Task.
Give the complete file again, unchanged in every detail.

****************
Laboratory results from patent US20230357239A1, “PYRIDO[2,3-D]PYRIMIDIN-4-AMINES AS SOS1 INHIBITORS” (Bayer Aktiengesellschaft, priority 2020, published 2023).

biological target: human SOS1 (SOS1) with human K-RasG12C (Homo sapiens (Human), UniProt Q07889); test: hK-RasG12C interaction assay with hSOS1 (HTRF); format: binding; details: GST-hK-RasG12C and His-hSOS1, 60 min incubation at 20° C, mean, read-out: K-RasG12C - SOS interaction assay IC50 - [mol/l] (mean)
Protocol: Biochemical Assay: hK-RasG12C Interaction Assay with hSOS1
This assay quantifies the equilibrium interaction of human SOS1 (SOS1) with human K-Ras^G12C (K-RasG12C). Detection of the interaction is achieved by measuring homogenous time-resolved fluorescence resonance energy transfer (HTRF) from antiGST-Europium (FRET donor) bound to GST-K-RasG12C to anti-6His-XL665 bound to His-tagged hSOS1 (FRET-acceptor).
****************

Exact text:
Laboratory results from patent US20230357239A1, “PYRIDO[2,3-D]PYRIMIDIN-4-AMINES AS SOS1 INHIBITORS” (Bayer Aktiengesellschaft, priority 2020, published 2023).

biological target: human SOS1 (SOS1) with human K-RasG12C (Homo sapiens (Human), UniProt Q07889); test: hK-RasG12C interaction assay with hSOS1 (HTRF); format: binding; details: GST-hK-RasG12C and His-hSOS1, 60 min incubation at 20° C, mean, read-out: K-RasG12C - SOS interaction assay IC50 - [mol/l] (mean)
Protocol: Biochemical Assay: hK-RasG12C Interaction Assay with hSOS1
This assay quantifies the equilibrium interaction of human SOS1 (SOS1) with human K-Ras^G12C (K-RasG12C). Detection of the interaction is achieved by measuring homogenous time-resolved fluorescence resonance energy transfer (HTRF) from antiGST-Europium (FRET donor) bound to GST-K-RasG12C to anti-6His-XL665 bound to His-tagged hSOS1 (FRET-acceptor).